Kitchen Sink Ratatouille

Summer is winding down, but my zucchini and tomato harvest seems to be winding up. And thanks to a generous neighbor, I have plenty of eggplant which means it’s time for one of my favorite summer meals, ratatouille. If you think you don’t like ratatouille, try this before you turn your back on this summer staple.

Got veggies? Use 'em up in this delicious ratatouille!

If you’ve been reading my posts, you know that I’m not one to follow recipes. So while eggplant and summer squash are traditional, use whatever vegetables you have on hand. I first tasted and fell in love with ratatouille in San Francisco thanks to a college roommate that took me out of my baked potato dinner doldrums oh so many years ago. Thanks, Christie!

RATATOUILLE
This recipe tastes much better the next day and makes enough for a generous dinner for two plus four quarts of ratatouille to put in the freezer.

1-2 large onions, cut into chunks
generous pour of olive oil (I mean generous!)
6-8 chard stalks, optional
1 tablespoon of whole sea salt (or 1 teaspoon finely ground salt)
several pinches dried thyme, garbled, or to taste
1/2 teaspoon or so dried oregano, garbled, or to taste
1/2 teaspoon red pepper flakes (only if you like a bit of a kick)
1-2 bell peppers, chopped, optional
1 large zucchini (great use for that baseball bat zuke, minus the seeds)
1 large eggplant, chopped into 1-inch cubes
4-8 cloves garlic, chopped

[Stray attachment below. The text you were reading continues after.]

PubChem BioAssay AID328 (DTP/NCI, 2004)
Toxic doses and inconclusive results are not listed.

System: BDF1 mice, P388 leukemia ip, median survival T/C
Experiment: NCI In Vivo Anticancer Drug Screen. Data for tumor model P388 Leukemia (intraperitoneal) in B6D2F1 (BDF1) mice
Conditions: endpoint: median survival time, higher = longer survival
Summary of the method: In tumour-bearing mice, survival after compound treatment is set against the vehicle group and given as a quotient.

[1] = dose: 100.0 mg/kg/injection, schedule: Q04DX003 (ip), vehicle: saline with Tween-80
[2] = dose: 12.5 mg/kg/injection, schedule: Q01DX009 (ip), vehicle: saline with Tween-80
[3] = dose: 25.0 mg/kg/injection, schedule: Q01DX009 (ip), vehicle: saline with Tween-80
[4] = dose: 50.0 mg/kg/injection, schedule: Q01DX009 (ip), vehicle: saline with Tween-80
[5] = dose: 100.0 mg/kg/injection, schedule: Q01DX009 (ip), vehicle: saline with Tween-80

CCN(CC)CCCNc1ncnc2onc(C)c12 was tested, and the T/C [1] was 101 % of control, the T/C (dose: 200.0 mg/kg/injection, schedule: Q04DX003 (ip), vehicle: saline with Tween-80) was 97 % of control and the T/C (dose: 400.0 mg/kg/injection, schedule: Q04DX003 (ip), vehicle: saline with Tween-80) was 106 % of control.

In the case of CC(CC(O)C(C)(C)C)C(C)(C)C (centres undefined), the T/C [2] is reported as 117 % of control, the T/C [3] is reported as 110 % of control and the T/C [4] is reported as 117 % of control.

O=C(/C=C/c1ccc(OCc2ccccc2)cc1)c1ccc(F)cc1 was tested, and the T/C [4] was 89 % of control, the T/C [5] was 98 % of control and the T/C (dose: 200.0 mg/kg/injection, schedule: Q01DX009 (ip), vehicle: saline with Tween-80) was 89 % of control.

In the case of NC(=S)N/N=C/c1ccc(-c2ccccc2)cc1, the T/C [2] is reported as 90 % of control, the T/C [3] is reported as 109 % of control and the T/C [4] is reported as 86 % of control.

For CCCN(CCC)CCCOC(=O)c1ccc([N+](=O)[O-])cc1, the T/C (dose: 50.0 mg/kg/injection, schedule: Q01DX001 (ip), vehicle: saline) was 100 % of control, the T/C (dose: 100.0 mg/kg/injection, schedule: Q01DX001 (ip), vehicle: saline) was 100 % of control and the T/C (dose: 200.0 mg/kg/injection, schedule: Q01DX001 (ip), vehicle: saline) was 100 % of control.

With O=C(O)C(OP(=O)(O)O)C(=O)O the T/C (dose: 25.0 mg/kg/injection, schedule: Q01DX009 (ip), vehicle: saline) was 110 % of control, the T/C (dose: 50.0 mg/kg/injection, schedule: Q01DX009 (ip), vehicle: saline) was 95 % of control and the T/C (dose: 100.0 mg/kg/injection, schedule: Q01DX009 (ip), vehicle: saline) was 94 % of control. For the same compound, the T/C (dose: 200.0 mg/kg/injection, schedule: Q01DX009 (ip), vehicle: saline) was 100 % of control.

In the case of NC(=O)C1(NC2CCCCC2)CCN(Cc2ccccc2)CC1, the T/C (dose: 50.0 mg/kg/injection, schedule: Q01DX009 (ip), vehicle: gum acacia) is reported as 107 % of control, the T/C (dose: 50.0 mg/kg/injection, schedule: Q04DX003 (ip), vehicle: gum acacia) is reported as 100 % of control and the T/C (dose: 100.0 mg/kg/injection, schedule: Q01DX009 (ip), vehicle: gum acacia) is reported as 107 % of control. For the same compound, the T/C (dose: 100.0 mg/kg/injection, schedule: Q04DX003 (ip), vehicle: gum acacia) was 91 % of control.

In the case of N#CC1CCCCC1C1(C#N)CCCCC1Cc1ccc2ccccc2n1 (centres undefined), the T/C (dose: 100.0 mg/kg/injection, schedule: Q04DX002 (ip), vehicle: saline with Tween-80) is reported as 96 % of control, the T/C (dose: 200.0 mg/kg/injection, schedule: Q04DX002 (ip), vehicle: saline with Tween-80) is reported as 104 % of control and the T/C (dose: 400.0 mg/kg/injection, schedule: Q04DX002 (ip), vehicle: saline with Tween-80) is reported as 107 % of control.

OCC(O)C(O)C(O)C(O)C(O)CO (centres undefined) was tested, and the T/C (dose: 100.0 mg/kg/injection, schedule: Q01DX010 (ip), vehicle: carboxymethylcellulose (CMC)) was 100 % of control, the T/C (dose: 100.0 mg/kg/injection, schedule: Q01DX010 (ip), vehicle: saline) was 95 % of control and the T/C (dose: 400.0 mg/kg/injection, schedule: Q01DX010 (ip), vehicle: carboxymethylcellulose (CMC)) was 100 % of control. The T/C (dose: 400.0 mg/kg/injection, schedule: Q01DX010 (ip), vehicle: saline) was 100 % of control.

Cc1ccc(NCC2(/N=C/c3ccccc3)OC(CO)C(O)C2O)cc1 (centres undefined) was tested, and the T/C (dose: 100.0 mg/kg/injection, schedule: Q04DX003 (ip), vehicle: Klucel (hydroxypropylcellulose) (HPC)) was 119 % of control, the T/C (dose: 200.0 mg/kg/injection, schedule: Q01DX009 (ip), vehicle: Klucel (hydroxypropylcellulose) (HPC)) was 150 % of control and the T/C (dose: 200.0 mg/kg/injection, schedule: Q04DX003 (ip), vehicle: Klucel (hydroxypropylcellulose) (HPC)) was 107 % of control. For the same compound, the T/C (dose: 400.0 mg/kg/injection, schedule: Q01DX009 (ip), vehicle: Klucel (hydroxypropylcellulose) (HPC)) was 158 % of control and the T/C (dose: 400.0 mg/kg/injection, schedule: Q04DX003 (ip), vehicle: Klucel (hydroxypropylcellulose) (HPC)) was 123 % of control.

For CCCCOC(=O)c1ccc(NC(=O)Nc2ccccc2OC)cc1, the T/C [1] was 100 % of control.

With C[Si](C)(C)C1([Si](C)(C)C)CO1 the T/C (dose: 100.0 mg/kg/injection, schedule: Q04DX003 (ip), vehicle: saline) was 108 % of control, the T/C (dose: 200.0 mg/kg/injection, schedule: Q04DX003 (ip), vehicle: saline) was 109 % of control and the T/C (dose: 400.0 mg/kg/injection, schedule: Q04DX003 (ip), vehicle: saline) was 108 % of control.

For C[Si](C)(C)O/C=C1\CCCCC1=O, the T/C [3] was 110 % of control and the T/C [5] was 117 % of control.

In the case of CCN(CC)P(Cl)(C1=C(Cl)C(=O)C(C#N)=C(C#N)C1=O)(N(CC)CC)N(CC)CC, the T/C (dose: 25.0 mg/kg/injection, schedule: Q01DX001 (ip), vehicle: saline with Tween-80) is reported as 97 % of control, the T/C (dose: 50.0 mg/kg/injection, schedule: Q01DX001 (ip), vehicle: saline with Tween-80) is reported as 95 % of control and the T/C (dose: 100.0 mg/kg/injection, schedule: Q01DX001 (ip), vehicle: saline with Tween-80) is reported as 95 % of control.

1 can whole or crushed tomatoes or 1 quart fresh tomatoes, chopped
1 quart water
very large handful fresh basil, chopped
freshly ground black pepper, to taste
1 bunch greens, any kind, chopped, optional

1. Heat a 1 gallon pot. Add olive and heat. Add onion and chard stalks, if using. Add salt, oregano and thyme. Saute and keep adding vegetables as you chop them, adding the garlic last.

2. Add the tomatoes and water and simmer for approximately 30 minutes or until the vegetables are completely cooked. Adjust seasoning. Serve over cappellini or linguini with extra fresh basil and freshly grated parmesan on top. Enjoy!

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4 Responses to Kitchen Sink Ratatouille

  1. C.C. says:

    Thank you for sharing your version of Ratatouille, a dish my sis and I grew up with as our mom made it – inspired by Julia Child – in the late 60’s …

    I just have to add that I cannot make Ratatouille without a bay leaf – that and garlic, and the onion, olive oil, tomato and zuke being the absolute foundation elements. Eggplant would be next. But if you don’t have it, the taste of all the others together fits the bill. At a Santa Fe French restaurant I ordered their Ratat and it did not have bay leaf in it – I could tell – and did not enjoy it very much.

    Have you ever tried adding bay leaf? Maybe some people don’t like it.

    Just have to say that there are now 3rd generationers of our family who also love it.

    And when I was in Chicago last fall and ate at a Turkish restaurant, they had a very similar vegetable stew that had green beans in it that I loved.

    Thanks for this very enjoyable blog, focusing on food – plants, cooking , growing.

  2. Thanks, CC, I wholeheartedly agree. Bay leaf! I usually add this, but didn’t this time for whatever reason. Even though the ratatouille was so tasty, I can picture how the bay leaf would add that extra something. Thanks for the reminder and the kind words about the blog! jen

  3. C.C. says:

    Do you all grow bay leaf – is it possible in NM?

  4. No, but if I had a greenhouse I would. It’s too cold to overwinter here, and no room in the house!

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